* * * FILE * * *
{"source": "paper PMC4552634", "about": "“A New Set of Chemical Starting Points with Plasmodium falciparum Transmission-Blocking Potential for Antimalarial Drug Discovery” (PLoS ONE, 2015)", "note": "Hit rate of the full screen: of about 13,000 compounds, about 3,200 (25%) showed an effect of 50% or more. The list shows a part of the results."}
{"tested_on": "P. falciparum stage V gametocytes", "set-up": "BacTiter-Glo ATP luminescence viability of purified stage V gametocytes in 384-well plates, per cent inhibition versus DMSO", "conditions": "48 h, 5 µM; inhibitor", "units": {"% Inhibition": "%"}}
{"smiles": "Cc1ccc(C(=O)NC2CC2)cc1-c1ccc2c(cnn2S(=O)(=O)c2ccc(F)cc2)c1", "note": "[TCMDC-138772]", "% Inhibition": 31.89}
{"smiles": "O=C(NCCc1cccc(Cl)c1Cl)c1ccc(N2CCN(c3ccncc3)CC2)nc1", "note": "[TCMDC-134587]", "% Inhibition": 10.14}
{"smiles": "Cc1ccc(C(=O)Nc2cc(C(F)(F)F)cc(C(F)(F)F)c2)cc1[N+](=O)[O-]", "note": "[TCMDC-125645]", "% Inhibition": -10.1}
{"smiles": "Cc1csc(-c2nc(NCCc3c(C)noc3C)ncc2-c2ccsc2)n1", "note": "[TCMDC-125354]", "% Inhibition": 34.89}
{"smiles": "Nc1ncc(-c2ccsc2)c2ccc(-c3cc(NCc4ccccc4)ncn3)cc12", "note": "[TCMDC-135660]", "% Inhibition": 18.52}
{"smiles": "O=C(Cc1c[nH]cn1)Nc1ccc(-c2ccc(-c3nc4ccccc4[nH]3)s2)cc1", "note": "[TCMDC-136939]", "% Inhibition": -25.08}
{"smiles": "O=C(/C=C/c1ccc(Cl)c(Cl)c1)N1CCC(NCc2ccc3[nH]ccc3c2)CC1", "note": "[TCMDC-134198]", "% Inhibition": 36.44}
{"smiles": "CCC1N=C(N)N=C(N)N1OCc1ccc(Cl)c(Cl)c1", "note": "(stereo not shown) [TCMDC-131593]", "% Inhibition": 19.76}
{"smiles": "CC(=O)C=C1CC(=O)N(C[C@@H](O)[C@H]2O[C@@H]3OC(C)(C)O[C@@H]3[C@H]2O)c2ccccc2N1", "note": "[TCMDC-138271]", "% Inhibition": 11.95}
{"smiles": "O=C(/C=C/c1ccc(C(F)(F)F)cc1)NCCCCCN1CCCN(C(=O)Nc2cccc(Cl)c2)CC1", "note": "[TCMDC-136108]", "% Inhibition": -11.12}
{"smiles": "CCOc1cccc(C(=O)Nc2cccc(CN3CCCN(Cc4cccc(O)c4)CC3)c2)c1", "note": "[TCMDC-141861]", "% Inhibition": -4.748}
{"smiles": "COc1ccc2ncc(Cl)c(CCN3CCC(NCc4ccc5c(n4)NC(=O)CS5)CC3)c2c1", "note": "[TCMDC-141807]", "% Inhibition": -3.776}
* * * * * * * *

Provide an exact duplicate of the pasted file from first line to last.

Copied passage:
{"source": "paper PMC4552634", "about": "“A New Set of Chemical Starting Points with Plasmodium falciparum Transmission-Blocking Potential for Antimalarial Drug Discovery” (PLoS ONE, 2015)", "note": "Hit rate of the full screen: of about 13,000 compounds, about 3,200 (25%) showed an effect of 50% or more. The list shows a part of the results."}
{"tested_on": "P. falciparum stage V gametocytes", "set-up": "BacTiter-Glo ATP luminescence viability of purified stage V gametocytes in 384-well plates, per cent inhibition versus DMSO", "conditions": "48 h, 5 µM; inhibitor", "units": {"% Inhibition": "%"}}
{"smiles": "Cc1ccc(C(=O)NC2CC2)cc1-c1ccc2c(cnn2S(=O)(=O)c2ccc(F)cc2)c1", "note": "[TCMDC-138772]", "% Inhibition": 31.89}
{"smiles": "O=C(NCCc1cccc(Cl)c1Cl)c1ccc(N2CCN(c3ccncc3)CC2)nc1", "note": "[TCMDC-134587]", "% Inhibition": 10.14}
{"smiles": "Cc1ccc(C(=O)Nc2cc(C(F)(F)F)cc(C(F)(F)F)c2)cc1[N+](=O)[O-]", "note": "[TCMDC-125645]", "% Inhibition": -10.1}
{"smiles": "Cc1csc(-c2nc(NCCc3c(C)noc3C)ncc2-c2ccsc2)n1", "note": "[TCMDC-125354]", "% Inhibition": 34.89}
{"smiles": "Nc1ncc(-c2ccsc2)c2ccc(-c3cc(NCc4ccccc4)ncn3)cc12", "note": "[TCMDC-135660]", "% Inhibition": 18.52}
{"smiles": "O=C(Cc1c[nH]cn1)Nc1ccc(-c2ccc(-c3nc4ccccc4[nH]3)s2)cc1", "note": "[TCMDC-136939]", "% Inhibition": -25.08}
{"smiles": "O=C(/C=C/c1ccc(Cl)c(Cl)c1)N1CCC(NCc2ccc3[nH]ccc3c2)CC1", "note": "[TCMDC-134198]", "% Inhibition": 36.44}
{"smiles": "CCC1N=C(N)N=C(N)N1OCc1ccc(Cl)c(Cl)c1", "note": "(stereo not shown) [TCMDC-131593]", "% Inhibition": 19.76}
{"smiles": "CC(=O)C=C1CC(=O)N(C[C@@H](O)[C@H]2O[C@@H]3OC(C)(C)O[C@@H]3[C@H]2O)c2ccccc2N1", "note": "[TCMDC-138271]", "% Inhibition": 11.95}
{"smiles": "O=C(/C=C/c1ccc(C(F)(F)F)cc1)NCCCCCN1CCCN(C(=O)Nc2cccc(Cl)c2)CC1", "note": "[TCMDC-136108]", "% Inhibition": -11.12}
{"smiles": "CCOc1cccc(C(=O)Nc2cccc(CN3CCCN(Cc4cccc(O)c4)CC3)c2)c1", "note": "[TCMDC-141861]", "% Inhibition": -4.748}
{"smiles": "COc1ccc2ncc(Cl)c(CCN3CCC(NCc4ccc5c(n4)NC(=O)CS5)CC3)c2c1", "note": "[TCMDC-141807]", "% Inhibition": -3.776}